You can use a Cloudlifter to boost your SM7B signal if you have a low gain mic preamp.
By using a Cloudlifter, you won’t have to maximize the gain on your preamp, which can reduce the noise in your signal.
Related Post: The 6 Best Audio Interfaces for the Shure SM7B
Cardioid Polar Pattern
The SM7B has a cardioid polar pattern, meaning it captures sound from the front while rejecting sound from the rear and sides.
If you talk into the side of this microphone, you’ll notice your voice will get fainter as you move toward the back.
That’s because it’s rejecting any off-axis sound.
A microphone with a cardioid pattern is the best choice for one-on-one podcasts (where each person is sitting across from the other).
This setup prevents each person’s voice from registering in the opposing mic, resulting in clearer audio.
Additional Noise Rejection
The Shure SM7 B’s built-in air suspension shock mount helps to reject handling noise by isolating the microphone from physical vibrations.
The Shure SM7B comes with a windscreen to prevent “plosives” from registering into your recordings.
Our mouths create plosives when pronouncing words that start with p, b, and t. These sounds can create a “popping” effect that causes distortion.
The windscreen helps eliminate those pops by diffusing the air before it hits your microphone.
It also slightly reduces high frequencies.
Tone Shaping Switches
Part of what makes the SM7B a go-to for broadcasting is its versatility.
It has two tone-shaping switches on the bottom that let you customize its frequency response (alter the tone of your audio).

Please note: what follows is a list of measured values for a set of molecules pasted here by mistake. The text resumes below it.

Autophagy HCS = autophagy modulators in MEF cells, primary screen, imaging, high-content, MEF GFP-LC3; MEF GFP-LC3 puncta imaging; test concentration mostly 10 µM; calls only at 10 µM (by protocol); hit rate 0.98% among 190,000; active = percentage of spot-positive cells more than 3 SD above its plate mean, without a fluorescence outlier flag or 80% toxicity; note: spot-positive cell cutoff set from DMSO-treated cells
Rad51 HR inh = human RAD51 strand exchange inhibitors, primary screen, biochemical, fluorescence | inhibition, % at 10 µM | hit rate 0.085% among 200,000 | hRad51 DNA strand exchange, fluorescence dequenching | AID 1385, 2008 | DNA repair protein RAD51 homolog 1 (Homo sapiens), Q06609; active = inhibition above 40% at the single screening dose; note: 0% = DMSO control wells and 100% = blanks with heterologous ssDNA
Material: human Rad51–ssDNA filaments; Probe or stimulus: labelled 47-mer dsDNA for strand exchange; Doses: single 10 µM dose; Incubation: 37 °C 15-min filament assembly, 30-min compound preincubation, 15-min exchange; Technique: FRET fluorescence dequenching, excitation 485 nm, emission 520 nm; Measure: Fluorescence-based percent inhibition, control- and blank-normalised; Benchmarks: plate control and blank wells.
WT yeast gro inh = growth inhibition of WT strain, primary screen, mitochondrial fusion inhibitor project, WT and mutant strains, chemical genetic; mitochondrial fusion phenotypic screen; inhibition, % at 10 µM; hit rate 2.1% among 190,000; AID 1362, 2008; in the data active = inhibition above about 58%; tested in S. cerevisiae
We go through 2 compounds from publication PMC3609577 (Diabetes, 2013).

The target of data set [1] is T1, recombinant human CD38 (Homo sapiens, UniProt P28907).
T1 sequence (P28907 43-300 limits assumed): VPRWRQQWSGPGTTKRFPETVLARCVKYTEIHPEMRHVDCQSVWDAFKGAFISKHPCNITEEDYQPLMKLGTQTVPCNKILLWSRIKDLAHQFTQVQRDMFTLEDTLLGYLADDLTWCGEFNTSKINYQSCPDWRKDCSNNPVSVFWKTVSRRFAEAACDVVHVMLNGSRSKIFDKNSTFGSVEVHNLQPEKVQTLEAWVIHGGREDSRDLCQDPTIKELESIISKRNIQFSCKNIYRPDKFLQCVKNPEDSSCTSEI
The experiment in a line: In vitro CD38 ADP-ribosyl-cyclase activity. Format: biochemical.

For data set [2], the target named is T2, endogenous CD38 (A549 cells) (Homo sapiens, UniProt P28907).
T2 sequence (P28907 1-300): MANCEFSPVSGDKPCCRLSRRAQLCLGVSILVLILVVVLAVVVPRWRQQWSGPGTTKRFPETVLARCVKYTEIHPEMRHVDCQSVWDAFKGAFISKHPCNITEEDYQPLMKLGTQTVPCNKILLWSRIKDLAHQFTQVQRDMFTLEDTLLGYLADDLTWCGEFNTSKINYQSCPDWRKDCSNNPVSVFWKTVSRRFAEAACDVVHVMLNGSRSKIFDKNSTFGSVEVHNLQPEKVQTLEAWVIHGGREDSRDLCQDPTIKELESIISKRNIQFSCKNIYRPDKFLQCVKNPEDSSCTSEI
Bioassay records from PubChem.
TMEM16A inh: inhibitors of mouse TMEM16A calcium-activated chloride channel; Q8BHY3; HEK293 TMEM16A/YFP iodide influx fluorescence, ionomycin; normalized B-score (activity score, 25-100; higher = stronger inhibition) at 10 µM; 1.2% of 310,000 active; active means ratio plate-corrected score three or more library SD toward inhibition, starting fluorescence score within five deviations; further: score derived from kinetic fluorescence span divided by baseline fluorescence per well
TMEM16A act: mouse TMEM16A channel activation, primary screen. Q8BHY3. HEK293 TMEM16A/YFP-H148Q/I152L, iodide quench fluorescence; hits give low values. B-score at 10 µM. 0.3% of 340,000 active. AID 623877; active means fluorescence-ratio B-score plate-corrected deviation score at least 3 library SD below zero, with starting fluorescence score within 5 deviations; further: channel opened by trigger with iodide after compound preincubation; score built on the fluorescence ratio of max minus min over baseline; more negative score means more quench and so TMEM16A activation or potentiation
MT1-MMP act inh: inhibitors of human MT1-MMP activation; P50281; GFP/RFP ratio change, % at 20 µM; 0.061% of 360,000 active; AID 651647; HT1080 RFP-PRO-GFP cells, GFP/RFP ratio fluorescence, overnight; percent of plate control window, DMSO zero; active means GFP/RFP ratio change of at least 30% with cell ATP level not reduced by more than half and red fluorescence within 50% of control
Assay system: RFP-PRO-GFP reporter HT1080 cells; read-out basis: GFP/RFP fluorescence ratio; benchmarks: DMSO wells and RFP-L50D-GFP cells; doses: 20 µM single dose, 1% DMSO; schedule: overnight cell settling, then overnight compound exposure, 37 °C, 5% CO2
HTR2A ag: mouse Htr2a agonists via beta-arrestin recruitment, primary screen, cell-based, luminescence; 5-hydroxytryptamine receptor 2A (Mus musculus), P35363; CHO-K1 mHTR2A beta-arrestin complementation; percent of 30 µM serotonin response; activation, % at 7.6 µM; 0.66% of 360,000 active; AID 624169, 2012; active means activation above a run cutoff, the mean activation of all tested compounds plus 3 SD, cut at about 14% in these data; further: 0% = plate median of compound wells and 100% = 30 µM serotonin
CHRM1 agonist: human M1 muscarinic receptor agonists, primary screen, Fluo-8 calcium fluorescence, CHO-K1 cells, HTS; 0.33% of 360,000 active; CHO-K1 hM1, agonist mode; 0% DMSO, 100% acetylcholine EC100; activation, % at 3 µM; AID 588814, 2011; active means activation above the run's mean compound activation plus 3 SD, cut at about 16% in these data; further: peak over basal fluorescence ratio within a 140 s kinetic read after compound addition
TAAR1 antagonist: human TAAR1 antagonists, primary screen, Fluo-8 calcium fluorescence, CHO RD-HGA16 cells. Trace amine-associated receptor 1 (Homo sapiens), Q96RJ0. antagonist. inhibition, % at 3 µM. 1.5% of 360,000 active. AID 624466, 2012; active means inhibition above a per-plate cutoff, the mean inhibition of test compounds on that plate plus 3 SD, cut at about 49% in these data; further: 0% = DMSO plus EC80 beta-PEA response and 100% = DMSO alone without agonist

Its default frequency response is 50Hz – 20kHz.
However, its bass roll-off switch lets you control how much low-end comes through. Plus, its mid-range presence boost switch can help your audio cut through a mix.
These switches are incredibly helpful if you’re trying to find the perfect tone for your voice.
Whether you’re looking for a warm, rich sound or a brighter, more cutting sound, the SM7B can deliver.
Summary: Joe Rogan Experience Microphone
Joe Rogan is a longtime user of the Shure SM7B.
There are a few reasons why he and many other popular podcasters prefer this microphone.
First, the Shure SM7B produces excellent sound quality.
Its wide frequency response means it can capture high and low frequencies well.
Plus, it uses multiple noise rejection mechanisms to help reject any room noise in your recording environment – i.e., hum rejection, cardioid polar pattern, internal shock mount, and low sensitivity.
All these factors work together to give you a clear and professional-sounding recording.
Second, the SM7B is very versatile.
You can use it for broadcasting, narration, singing, and more.
The tone shaping switches on the bottom can help you adjust its frequency response to better suit your needs.
Lastly, the Shure SM7B is built like a tank.
With the proper care, it’s a microphone that can last a lifetime.
And there you have it – the main reasons why Joe Rogan and many other podcasters prefer the Shure SM7B.
So, the next time you listen to your favorite podcast, you’ll know what kind of microphone they’re using.
And who knows, maybe soon you’ll be using the same one!